His attack on the BBC is not a serious discussion of what kind of institution the BBC is, who works for it, and what kind of function(s) it serves. It's a visceral attack from someone who has learned in his life that he and the people around him at school and university have an entitlement to rule. In the past, this entitlement took people like him into the top ranks of everything (as Michael Gove of all people has pointed out) and being top dogs everywhere, including the BBC, was enough. Now, this entitlement is embodied in Boris's mind in the notion of the market, which is in the throes of its greatest failure. Precisely at the moment when the market in money is about to plunge millions of people's lives into unemployment and poverty through no fault of their own, Boris is championing the market as the best regulator of our minds - through the media.
The BBC is many things but one thing it isn't is a subsidiary of Rupert Merde-och. Boris's elite is suffering some of the greatest discomfiture that it has ever faced with the unravelling of the hacking story. More precisely, what has emerged is a conspiracy between News International, the police and the upper ranks of the Tory and Blairite Labour Parties. There was an open corridor between all three. The illusion that the Boris elite always want to create is that they rule on our behalf. What has emerged through the hacking story is that they rule on their own behalf. For this to be exposed is clearly giving them great pain. In Boris's mind, that part of the media not in the firm grip of his elite's marriage to the market end of the media is the BBC and constitutes a threat to him, his elite and the need for the conspiracy to be kept hidden.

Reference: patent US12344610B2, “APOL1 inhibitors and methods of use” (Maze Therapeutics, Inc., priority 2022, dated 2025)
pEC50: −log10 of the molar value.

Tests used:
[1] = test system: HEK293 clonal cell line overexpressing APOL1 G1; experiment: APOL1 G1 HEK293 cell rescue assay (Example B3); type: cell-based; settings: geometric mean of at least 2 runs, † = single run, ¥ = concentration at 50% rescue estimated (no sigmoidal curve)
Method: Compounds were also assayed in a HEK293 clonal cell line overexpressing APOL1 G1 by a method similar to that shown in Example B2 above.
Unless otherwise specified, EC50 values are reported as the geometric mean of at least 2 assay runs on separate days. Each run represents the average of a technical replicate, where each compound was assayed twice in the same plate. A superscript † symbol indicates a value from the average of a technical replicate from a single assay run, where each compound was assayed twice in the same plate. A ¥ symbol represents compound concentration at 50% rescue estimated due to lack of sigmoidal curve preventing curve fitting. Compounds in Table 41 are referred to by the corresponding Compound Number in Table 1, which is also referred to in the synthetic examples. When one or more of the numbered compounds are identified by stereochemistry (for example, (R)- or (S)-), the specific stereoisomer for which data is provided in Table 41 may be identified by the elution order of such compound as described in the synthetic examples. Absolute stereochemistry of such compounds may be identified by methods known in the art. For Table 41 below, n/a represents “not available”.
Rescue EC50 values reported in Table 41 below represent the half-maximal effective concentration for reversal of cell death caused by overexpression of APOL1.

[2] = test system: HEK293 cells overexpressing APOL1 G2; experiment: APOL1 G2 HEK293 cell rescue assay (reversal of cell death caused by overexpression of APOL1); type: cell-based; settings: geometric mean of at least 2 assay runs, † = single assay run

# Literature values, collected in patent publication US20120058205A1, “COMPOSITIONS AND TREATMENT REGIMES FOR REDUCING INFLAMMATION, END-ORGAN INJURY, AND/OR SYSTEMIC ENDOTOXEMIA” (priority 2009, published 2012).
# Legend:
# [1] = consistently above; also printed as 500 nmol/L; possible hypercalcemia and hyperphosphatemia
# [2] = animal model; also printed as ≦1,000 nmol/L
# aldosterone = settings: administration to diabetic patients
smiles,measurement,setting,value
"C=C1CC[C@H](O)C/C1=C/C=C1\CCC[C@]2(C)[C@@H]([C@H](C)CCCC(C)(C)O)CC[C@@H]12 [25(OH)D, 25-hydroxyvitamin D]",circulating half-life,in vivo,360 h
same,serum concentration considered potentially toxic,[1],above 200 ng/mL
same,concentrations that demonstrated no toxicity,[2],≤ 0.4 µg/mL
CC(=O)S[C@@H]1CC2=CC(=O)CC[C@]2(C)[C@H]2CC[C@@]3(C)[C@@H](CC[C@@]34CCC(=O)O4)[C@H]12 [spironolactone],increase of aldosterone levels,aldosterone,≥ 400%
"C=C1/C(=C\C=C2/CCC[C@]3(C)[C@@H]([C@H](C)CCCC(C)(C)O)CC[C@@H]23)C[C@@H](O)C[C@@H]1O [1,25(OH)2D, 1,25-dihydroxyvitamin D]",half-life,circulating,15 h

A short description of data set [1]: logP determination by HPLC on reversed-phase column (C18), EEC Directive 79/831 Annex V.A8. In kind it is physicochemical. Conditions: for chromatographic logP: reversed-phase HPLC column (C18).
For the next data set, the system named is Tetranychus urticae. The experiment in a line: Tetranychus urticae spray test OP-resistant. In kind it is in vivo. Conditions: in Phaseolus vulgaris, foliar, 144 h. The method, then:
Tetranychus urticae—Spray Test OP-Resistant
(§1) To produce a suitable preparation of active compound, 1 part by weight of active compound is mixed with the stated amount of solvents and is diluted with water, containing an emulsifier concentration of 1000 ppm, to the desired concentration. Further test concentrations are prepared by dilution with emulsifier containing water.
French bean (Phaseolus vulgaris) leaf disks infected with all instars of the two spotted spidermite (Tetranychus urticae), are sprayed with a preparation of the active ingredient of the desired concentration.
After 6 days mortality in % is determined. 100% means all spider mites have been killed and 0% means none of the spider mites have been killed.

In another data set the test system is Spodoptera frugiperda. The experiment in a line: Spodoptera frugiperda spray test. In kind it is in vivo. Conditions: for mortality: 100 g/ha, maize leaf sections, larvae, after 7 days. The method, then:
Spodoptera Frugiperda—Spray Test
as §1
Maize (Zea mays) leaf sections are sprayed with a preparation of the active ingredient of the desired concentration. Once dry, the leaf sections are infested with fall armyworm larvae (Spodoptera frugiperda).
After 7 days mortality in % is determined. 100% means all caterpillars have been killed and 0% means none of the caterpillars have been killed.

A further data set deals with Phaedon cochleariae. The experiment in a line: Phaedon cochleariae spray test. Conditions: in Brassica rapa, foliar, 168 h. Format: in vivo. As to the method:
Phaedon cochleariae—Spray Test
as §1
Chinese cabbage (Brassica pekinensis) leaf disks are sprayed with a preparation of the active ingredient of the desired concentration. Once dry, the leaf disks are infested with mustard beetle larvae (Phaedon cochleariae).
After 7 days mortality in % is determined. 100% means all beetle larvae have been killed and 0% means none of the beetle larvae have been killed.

Yet, the response, sadly, to Boris's outburst has been to ask, is he right or wrong? No, the first question is, Boris, what do you think you're doing using your position to sound off about the national question of the BBC? You were not given a mandate by the people of London to do that. Secondly, Boris you were elected in part by virtue of being trucked into County Hall on the back of the Evening Standard (Evening Boris, I prefer to call it), a monopoly free sheet handed out on street corners and Tube stations. Every day, the Evening Boris carried double page spreads celebrating the wit and wisdom of Boris, the loveable buffoon who wears funny shorts when he goes running. Tory Party Central Office were gifted millions of free election material. That's what the freedom of the market gave Londoners. This is what you Boris are defending. This is what you Boris want to replace the BBC with.